They are things you can look at, it might be around introducing a new service line that your clients are really demanding. It could be looking at the spacing of appointments between clients. Is there a way to incentivise them to come in sooner? Are there different things you could offer to them to have them come in sooner? There might be other businesses where, they get service A, B and C when they’re only going to purchase A, and it can be packaged up together and they do get a discount but you’re selling B and C that you wouldn’t have sold otherwise. So there’s all these different things you can look at. It’s really dependent on your business and that’s why I try not to speak to specifically on the tactics and what exactly to do to increase profitability in your business, because that is something that needs to be developed based on your business, based on your costs, based on your client’s and it needs to be modelled out and see, does that actually increase profit and increase profitable revenue if I do that?

What we wanted to explore is where are the pieces that you could make change so that you can set aside cash profits? So we looked at where we can increase revenue, we can run our business more efficiently. That might be reducing some costs with the idea that I’m managing cash flows and setting profit aside before I run my business so that I don’t get to that position at the end of the year where my accountant says, “You’ve got a profit, but there’s no cash in the bank”. We want to change that and have had a system where we’ve set aside profit and we know my accountant is going to show me I made a profit for sure, but my bank account also reflects it.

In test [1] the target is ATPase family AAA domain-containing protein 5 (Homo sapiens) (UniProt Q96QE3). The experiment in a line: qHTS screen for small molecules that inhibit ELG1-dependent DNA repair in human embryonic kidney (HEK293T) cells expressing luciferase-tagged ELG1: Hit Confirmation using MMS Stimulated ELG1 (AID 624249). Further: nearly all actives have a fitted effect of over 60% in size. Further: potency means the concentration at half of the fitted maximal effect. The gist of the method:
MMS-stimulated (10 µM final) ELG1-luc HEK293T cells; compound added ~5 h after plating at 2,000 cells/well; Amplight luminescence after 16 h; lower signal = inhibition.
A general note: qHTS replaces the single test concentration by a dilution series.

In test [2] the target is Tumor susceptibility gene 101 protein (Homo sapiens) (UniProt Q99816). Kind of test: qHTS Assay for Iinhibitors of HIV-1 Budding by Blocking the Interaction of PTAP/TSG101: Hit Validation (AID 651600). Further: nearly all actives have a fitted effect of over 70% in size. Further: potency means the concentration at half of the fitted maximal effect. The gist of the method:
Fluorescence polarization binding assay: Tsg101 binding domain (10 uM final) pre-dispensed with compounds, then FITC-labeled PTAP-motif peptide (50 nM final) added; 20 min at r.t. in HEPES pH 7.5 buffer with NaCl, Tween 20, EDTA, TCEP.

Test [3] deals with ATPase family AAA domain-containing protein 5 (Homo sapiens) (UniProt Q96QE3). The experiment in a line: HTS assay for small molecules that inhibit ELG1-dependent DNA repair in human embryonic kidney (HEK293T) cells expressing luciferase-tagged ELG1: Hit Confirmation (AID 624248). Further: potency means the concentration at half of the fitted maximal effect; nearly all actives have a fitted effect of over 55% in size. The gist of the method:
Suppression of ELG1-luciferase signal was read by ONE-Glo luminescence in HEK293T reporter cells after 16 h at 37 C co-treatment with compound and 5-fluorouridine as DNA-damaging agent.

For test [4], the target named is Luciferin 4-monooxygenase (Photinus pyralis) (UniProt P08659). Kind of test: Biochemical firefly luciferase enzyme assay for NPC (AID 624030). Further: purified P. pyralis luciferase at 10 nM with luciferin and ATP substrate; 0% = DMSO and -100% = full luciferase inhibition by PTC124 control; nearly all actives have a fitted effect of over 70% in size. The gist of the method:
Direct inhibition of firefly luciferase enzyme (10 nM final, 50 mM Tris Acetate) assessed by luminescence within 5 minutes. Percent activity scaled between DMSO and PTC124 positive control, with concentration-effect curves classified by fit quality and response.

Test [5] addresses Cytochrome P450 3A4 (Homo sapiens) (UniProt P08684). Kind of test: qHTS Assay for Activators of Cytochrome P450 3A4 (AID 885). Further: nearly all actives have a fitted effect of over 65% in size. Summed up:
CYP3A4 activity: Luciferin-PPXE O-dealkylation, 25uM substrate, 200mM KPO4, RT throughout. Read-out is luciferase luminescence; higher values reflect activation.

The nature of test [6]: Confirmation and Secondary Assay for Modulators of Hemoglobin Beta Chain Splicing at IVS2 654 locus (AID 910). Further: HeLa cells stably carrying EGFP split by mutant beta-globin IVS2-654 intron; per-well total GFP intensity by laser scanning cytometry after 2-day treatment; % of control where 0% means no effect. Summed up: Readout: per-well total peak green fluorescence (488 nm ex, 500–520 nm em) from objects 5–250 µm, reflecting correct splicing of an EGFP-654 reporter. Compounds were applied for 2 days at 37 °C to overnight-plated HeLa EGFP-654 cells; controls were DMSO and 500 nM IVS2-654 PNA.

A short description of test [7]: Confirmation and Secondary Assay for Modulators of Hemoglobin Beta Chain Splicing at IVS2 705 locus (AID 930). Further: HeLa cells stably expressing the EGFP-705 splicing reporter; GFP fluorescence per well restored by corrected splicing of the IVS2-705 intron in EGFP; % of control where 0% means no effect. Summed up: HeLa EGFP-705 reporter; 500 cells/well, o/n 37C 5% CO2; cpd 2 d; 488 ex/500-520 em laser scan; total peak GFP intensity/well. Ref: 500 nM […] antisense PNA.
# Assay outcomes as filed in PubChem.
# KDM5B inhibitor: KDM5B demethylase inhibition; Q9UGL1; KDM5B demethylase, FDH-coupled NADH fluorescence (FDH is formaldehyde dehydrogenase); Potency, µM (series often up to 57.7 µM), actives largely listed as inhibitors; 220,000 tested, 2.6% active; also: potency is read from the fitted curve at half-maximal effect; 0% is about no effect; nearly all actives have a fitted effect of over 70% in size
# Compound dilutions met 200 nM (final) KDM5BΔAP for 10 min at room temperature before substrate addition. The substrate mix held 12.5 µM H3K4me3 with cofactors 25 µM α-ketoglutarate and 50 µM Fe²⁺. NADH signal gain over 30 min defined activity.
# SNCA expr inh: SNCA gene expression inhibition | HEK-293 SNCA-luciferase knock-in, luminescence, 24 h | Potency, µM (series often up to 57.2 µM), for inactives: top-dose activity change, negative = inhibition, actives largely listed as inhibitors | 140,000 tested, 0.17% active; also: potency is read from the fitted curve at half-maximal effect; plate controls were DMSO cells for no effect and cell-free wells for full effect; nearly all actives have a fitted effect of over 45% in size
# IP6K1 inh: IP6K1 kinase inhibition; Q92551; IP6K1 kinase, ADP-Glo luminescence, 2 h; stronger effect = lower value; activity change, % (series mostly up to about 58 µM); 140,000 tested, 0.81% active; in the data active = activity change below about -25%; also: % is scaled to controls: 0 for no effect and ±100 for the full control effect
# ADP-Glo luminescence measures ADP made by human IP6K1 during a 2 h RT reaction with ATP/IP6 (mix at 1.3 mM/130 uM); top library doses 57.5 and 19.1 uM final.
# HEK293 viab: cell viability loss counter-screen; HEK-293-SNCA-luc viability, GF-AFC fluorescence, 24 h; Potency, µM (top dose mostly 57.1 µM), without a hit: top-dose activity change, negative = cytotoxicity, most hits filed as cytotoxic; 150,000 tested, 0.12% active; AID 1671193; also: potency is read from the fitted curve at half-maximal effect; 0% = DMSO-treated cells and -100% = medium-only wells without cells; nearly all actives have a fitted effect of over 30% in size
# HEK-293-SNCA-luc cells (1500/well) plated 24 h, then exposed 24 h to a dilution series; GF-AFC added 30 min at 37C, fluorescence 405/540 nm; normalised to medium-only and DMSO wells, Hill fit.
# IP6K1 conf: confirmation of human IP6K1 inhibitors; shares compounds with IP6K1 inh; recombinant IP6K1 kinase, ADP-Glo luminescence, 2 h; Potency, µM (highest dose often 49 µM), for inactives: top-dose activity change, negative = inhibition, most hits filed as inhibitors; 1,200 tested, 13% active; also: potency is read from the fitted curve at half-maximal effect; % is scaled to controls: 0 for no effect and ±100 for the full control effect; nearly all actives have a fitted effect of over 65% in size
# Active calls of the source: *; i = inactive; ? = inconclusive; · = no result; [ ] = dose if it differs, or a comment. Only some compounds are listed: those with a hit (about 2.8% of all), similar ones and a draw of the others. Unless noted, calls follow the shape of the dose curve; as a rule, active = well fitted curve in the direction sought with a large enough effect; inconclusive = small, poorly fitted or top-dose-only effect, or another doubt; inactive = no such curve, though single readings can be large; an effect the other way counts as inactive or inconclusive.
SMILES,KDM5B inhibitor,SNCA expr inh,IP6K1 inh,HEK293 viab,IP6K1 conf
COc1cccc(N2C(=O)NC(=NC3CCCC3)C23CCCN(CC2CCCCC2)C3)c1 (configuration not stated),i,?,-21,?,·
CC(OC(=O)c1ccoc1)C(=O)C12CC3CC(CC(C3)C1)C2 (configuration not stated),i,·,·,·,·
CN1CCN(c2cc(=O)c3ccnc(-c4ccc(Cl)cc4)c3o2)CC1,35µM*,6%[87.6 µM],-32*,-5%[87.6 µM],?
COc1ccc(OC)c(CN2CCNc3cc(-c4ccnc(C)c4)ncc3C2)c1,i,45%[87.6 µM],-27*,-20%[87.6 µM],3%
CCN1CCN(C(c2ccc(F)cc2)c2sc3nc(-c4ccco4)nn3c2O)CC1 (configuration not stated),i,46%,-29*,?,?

So I hope this has helped at least to start to educate you on why this happens and what you can do about it. Like I said, I would love to hear from you if this is confusing, not clear if you’ve got questions, I really want this podcast to be the opening of a dialogue, so come on to @laurajohagan on Instagram, send me a DM and say, hey, you spoke about this, but I’d love to hear you go a bit deeper on this and explain this more. You mentioned this, but I didn’t really understand how it connects that. Like, I want to know, or if you’re like, hey, you spoke about this and I absolutely get it and I’d love to hear more about this. I want to make sure that this podcast is responding to you and what’s helpful for you and developing your understanding of finances in your business.

So, I trust that that has helped with that today. I am going to love you and leave you here. I cannot wait to hear what questions you have, what’s come up for you, what’s been an ah-ha moment where something has dropped potentially in your mind and made sense in a way that it hasn’t before. And yeah, I’ll leave you to prosper and profit, have an amazing week. I’ll talk to you again soon. Bye.